Destination Area: Caribbean Ocean/Gulf Of Mexico
Length: 6 NIGHTS
Vessel: Sagitta


Departs:

Grenada on August 6, 2017

Returns:

St. Lucia on August 12, 2017


Fares begin at $1,625.per person for a double occupancy cabin; $1,325.per person for a single occupancy cabin.

Fare includes all meals, port charges and complimentary beer, wine and rum punch.

Call for air and advance booking discounts..

For more information view pricing information for the Sagitta
or call us toll free at 1-877-882-4395.

PRICE REDUCTION! - SAILING THE WINDWARD ISLANDS WITH APPROXIMATELY 6 DESTINATIONS ALONG THE WAY: 6 Night Voyage From Grenada to St. Lucia

The graceful and spacious three-masted Sagitta is a sturdy steel-hulled ship. Rebuilt for 22 guests and crew, she offers 10 double cabins with ...

Read more about the Sagitta     



  • Take in the beauty and aroma of the Caribbean
  • Fill your capacity for discovery and adventure
  • Swim at various beaches or off the ship
  • Explore sea life while on shore
  • Snorkel among reefs
  • Enjoy visiting numerous islands in the Grenadines
  • Bequia is the most perfect island for you with sandy beaches and fine restaurants
  • Visit a quaint old church in Mayreau and stroll around the small village
  • Make the most of your time at Union Island where you can kite surf/ visit the Tobago Cays/ dive and snorkel/ hike and watch turtles and birds

Sailing in the Windward Islands with approximately 6 island visits along the way.

See a list of destinations below.

Grenada
Grenada is the fruit basket of the Caribbean. The fertile soils of the 'Spice Island' are perfect for growing cinnamon, cloves, and cocoa beans. Banana trees grow as tall as palms along the sides of the road. The scents of ginger, vanilla, almond and nutmeg linger in the air, while the countryside explodes with every tropical fruit imaginable. The bustling farmers' market in picturesque St. George is one of the Caribbean's liveliest and most replendent.

This old and busy small seaport is part of an 18th-century British West Indian colonial town climbing the steep hills. Small, stucco, stone and brick buildings with winding narrow cobblestone streets reflect both the French and English legacy of this island. Large fruit-ships are loading, small ships coming and going, inter-island "one spar" schooners making the run to Trinidad, fishing boats landing their catch, the town market selling spices and produce and engaging in lively banter, marathon domino games in back street shops and reggae music pulsing on every corner. Ancient rum factories at 17th-century cane plantations, island "jump ups" (dance parties). At Grenada you must take in the whole island: The Fishing Town of Guave, stunning blazing beauty of Grand Anse Beach, and spice plantations still using the equipment of plantation days. If there is a Calypso Competition advertised then we must attend. No mere contest, this is a rank-off competition of the first order. Beautiful jungle waterfalls, and you must try the grilled chicken at a roadside barbeque. Busy, bustling, and very, very West Indian.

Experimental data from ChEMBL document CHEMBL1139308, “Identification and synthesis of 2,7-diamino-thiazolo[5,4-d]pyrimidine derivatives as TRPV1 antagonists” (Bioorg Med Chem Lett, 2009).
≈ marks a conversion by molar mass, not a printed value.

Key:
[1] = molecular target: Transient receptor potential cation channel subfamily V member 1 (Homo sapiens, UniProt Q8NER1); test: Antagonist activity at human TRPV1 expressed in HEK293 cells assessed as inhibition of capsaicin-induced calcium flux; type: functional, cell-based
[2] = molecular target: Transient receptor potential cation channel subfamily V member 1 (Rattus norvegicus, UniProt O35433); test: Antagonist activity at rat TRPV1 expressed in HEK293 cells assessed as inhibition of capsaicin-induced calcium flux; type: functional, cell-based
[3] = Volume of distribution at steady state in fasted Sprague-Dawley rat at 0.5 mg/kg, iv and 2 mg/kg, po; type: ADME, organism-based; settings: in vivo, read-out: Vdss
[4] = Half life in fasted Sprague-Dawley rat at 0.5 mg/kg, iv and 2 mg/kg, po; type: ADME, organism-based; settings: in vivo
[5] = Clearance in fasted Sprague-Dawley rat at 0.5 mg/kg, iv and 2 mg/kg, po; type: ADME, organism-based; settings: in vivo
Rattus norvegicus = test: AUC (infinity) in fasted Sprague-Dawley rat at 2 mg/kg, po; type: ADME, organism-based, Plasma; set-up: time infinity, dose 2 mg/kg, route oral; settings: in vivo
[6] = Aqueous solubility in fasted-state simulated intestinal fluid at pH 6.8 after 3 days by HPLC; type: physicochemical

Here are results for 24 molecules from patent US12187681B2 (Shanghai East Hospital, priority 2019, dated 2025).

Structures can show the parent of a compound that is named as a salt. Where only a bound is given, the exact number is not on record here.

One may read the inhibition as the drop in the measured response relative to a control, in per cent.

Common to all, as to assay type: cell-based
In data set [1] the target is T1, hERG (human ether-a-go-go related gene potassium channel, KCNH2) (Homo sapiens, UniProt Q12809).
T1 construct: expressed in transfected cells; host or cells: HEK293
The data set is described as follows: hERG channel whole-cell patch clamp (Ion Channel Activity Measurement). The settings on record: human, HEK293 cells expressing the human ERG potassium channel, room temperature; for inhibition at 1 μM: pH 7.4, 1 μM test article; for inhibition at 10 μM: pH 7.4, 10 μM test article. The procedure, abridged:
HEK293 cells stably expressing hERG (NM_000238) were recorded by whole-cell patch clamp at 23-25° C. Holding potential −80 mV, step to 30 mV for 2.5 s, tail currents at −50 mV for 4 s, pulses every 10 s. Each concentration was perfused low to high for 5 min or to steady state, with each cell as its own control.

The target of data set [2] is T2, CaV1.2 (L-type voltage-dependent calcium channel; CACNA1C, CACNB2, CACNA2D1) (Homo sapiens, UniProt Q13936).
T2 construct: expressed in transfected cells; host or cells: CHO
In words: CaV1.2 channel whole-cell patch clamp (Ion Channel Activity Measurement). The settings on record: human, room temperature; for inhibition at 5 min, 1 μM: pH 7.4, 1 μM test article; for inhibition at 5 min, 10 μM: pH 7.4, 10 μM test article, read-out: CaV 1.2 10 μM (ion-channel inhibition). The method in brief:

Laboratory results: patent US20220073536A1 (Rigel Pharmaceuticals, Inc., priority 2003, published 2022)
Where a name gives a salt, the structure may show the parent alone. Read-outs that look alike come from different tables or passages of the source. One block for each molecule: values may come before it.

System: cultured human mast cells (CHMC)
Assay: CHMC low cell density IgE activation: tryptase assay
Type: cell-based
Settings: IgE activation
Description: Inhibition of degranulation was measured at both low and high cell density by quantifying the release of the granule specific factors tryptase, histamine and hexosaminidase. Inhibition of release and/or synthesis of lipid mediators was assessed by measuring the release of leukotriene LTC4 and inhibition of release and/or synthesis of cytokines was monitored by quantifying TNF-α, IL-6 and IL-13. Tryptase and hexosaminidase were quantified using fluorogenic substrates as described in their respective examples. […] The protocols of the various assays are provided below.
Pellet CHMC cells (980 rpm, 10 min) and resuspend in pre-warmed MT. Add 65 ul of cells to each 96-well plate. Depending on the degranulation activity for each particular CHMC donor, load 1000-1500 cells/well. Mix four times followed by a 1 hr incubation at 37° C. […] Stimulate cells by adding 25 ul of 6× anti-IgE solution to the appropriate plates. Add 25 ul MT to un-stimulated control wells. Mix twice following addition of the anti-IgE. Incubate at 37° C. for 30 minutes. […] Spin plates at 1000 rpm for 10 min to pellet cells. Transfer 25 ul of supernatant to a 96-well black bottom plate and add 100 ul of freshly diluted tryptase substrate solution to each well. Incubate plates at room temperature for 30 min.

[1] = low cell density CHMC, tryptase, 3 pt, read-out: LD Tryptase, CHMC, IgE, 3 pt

Bequía, Grenadines
Pretty as a picture describes our beloved Bequia. You’ll be captivated by the island’s charm while strolling along the lovely harbor with its shops, restaurants, and pastel-painted gingerbread homes. There’s a long tradition of boat building and you’ll find a slew of handcrafted model ships, old nautical charts, and rare sailing books to bring back home.

Carriacou
Peaceful and removed describes this patch of paradise. Green rolling hills descend to sandy white beaches (typical of the Grenadines.) At Tyrrel Bay, under the shade of palms at the edge of the sea, you can watch local men building schooners by hand. Still unspoiled by mass tourism, this is the perfect spot for getting away-from-it-all.

Mayreau, Grenadine Islands
The island of Mayreau is a true break from reality, with only one road, virtually no development, and farm animals outnumbering the inhabitants. One of the Grenadines, in the larger chain of Windward Islands, it has beautiful beaches, and plenty of solitude. View it as your own private island.

Sandy Island, Anguilla (Brit. Overseas Territory)


Tobago Cays (St. Vincent & Grenadines)
The five small islands of the Tobago Cays are an archipelago with extensive coral reefs located in the Southern Grenadines, and make up the Tobago Cays Marine Park. These uninhabited cays offer heavenly lagoons with green turtles, colorful fishes and crystal clear waters.

Union Island, , Grenadines
The most southerly island of the Grenadines, Union Island is a mere three miles by one mile, garnished with two dramatic peaks and a population of 2000. Once you land on shore, you won’t want to leave. Union Island is a sailor’s delight offering pretty anchorages, a couple of rowdy bars and some good restaurants. There is mile after mile of undisturbed sand and wild mangoes for the taking.

Young Island, Grenadines
Young Island is an exotic private island resort in the Grenadines, adjacent to St. Vincent. The tiny island, just 25 acres, is covered with tropical flowering plants, palm trees, and lots of green foliage. The white sand beach extending part way around the island is lined with cottages and beach huts. If you have the chance, stop at the famous Coconut Bar.

St. Lucia
This island is a nature lover's paradise. Here, the dueling Piton peaks serve as an inspiring landmark for sailors. You'll have a chance to visit waterfalls, hot springs, botanical gardens, and the world's only 'drive-in' volcano. Hiking boots are what you'll need for trekking tails through the Rainforest Preserve, a favorite for bird watchers. The forest is loaded with wild orchids, giant ferns and towering stands of bamboo.

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